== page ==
- The locust borer is a black long-horned beetle, referring to its long antennae, with yellow markings on its back. Its legs are reddish in color. However, it is the larvae that are responsible for damage to trees. Larvae are rarely seen, as they live and feed inside the tree. They are white and about ¼-inch wide and 1 inch long.
Signs of Infestation
- The larvae are hatched in the autumn and bore into the inner bark to make a hibernation cell in the tree over winter. Come spring, they bore into the woody part of the tree. The earliest signs of an infestation are what look like wet spots on the bark, caused by the sap oozing from the holes. As the larvae tunnel further into the tree, you'll notice white sawdust either on the tree or around its base. This sawdust will turn yellow as the larvae reach the heartwood of the tree.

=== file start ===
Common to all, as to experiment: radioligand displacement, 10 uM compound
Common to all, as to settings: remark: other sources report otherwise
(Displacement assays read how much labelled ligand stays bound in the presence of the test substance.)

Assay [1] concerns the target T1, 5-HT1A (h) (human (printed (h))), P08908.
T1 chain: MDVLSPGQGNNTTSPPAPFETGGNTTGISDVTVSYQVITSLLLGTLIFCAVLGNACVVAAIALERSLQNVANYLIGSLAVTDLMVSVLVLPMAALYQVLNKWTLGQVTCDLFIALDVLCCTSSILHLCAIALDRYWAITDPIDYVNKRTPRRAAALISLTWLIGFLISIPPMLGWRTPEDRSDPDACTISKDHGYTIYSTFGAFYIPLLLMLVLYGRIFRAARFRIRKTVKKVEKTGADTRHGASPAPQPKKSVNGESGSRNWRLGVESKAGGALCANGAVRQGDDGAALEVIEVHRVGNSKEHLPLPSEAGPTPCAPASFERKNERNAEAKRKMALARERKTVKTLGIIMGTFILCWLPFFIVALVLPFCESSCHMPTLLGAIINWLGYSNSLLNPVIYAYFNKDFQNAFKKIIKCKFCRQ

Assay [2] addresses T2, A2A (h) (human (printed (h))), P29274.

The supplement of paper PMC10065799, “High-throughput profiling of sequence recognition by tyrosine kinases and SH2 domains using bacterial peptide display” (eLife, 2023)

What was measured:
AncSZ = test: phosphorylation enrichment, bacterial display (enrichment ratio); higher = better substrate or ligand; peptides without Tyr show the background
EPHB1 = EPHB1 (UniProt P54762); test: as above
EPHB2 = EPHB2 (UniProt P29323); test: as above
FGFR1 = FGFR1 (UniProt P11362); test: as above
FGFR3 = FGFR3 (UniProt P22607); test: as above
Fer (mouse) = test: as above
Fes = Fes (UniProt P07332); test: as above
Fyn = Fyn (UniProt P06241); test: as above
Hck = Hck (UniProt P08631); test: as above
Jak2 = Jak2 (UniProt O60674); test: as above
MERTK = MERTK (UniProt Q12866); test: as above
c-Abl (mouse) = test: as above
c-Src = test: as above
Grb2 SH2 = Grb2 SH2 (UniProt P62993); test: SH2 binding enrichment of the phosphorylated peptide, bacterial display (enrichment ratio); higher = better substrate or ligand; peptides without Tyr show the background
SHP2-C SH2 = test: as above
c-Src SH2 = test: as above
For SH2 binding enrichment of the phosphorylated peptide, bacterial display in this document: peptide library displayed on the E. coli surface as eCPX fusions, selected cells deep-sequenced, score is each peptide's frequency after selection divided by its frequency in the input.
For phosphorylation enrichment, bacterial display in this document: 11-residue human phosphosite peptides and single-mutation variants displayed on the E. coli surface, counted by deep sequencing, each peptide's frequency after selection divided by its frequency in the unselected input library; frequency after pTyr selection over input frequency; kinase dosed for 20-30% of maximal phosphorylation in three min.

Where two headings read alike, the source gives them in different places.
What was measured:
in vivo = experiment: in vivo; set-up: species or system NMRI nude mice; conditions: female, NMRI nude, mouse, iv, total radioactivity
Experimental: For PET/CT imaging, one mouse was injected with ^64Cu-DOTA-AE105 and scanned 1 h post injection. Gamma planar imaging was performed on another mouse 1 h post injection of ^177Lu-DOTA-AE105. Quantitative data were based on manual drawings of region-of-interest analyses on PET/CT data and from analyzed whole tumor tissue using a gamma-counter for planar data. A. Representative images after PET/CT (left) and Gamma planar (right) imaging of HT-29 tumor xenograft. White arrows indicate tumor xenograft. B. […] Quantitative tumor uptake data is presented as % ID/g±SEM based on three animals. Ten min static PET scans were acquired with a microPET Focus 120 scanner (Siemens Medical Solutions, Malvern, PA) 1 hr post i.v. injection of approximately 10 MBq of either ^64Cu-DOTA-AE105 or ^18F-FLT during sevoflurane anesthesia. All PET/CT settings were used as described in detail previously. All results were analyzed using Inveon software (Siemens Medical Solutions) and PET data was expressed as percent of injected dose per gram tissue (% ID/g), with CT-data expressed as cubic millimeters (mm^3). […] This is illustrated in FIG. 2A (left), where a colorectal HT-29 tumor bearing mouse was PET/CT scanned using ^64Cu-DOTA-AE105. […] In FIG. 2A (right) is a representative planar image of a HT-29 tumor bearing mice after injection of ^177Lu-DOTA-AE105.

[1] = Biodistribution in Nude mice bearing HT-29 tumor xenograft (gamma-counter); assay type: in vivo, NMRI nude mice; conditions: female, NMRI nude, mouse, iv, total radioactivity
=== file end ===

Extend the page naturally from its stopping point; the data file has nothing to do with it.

- The tunneling significantly weakens the tree, leaving it susceptible to attack from other pests and diseases and also causes significant structural damage. As a result, the tree may begin to drop branches or even break in two at the trunk. Trees that are less than 6 inches in diameter are more susceptible to attack and damage. Larger or more established, healthy trees are less susceptible and more able to withstand an attack.
- Locust trees are typically planted on poor, dry sites because of their ability to thrive in poor soil. However, this makes them more likely to be weakened from drought stress and so more susceptible to a locust borer attack. If you grow a black locust as a shade tree, especially if it's a young tree, be sure to provide supplemental irrigation during periods of drought. The U.S. Forest Service recommends that locust trees be sprayed with either lindane emulsion or carabryl just at bud break.